I. Aberdare Empire. The one present aim of Mr Norton, the popular and enterprising manager of the Empire, is to place before his audiences a programme that will sur- pass all previous programmes. His de- sire also is to edify as well as to amuse, to teach as well as to entertain. The pictures, especially, are the pick of the market. The little Empire will very soon be too small to hold the large numbers that attend. This week's pro- gramme is one of exceptional interest. The chief place is taken by the Dayton Family, who are twelve in number. This is a very interesting turn, and they are daring performers.. They have toured all over the world, visiting the Empire, Alhambra, and Crystal Palace, London; Follies Burgere, Paris; Wintergerton, Berlin; Kursall, Lucerne, and Hamerstein's Roof Garden Theatre, New York. Dora Campbell, in illus- trated songs, including "I love another," takes very well. The three Spanish Armadas, the sensational tight wire performers, are indeed clever and daring; their balancing is truly great. Louise Dot contributes to the pro- gramme as comedienne and acrobatic dancer. An extra turn is also staged this week. The chief amongst the pic- tures is The Scapegrace." The or- chestral overture is Berliner Luft n (Linke).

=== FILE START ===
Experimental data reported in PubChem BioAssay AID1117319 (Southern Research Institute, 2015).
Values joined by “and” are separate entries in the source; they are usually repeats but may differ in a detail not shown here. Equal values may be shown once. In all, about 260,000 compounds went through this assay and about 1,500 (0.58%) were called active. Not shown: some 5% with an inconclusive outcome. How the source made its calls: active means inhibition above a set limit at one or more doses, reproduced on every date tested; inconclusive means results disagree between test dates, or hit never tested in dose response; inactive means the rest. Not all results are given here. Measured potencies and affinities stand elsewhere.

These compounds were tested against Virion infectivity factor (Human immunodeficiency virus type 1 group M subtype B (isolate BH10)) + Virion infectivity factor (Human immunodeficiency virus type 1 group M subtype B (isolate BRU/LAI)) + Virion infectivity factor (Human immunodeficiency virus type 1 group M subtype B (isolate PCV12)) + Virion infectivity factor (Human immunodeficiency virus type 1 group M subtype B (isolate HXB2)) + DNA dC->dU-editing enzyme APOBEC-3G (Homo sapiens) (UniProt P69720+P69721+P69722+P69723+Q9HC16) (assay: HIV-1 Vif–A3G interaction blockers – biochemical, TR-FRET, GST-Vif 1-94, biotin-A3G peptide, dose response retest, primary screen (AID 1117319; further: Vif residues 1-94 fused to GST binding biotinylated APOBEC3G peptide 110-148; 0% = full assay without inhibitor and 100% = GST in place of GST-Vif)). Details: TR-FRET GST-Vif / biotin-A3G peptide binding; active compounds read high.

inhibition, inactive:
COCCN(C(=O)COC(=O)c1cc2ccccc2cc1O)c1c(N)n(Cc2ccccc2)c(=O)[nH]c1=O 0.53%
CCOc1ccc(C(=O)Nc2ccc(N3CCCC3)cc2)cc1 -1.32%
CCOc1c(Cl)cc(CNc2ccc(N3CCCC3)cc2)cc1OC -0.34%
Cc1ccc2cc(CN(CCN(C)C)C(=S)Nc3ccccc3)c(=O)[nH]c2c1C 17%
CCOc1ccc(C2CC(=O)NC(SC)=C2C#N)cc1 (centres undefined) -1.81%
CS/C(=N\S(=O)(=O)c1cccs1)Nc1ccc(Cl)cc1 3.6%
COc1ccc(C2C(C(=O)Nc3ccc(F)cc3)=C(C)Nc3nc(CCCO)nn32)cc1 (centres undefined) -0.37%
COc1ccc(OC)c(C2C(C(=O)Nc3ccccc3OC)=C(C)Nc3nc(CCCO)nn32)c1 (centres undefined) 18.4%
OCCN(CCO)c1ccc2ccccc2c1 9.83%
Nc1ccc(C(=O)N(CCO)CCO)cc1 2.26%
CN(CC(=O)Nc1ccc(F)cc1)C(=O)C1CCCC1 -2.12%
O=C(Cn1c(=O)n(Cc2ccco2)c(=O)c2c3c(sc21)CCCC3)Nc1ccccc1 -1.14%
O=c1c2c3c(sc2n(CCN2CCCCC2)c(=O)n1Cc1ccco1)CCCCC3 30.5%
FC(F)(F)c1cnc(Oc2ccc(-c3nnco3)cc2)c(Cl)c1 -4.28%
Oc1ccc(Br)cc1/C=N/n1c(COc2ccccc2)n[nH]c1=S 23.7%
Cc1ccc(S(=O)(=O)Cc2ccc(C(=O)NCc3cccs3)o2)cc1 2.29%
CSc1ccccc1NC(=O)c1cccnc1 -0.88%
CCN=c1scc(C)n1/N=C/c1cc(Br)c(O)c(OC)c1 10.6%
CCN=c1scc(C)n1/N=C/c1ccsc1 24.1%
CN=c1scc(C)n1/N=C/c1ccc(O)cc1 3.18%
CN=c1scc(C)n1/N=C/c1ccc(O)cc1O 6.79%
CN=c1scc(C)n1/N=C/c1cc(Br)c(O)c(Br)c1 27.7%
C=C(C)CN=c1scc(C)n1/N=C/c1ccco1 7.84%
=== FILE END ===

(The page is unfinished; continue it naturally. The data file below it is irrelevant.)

Bachelor's Bride," Calino, Station- master," are simply worth witnessing themselves, as a good laugh is surely to follow. In this week's Gaumont Graphic, a photograph of Mr Jack Johnson and his wife is shown. He is cheered lustily by the J crowded houses each evening. Hirwainites should not fail to pay a visit.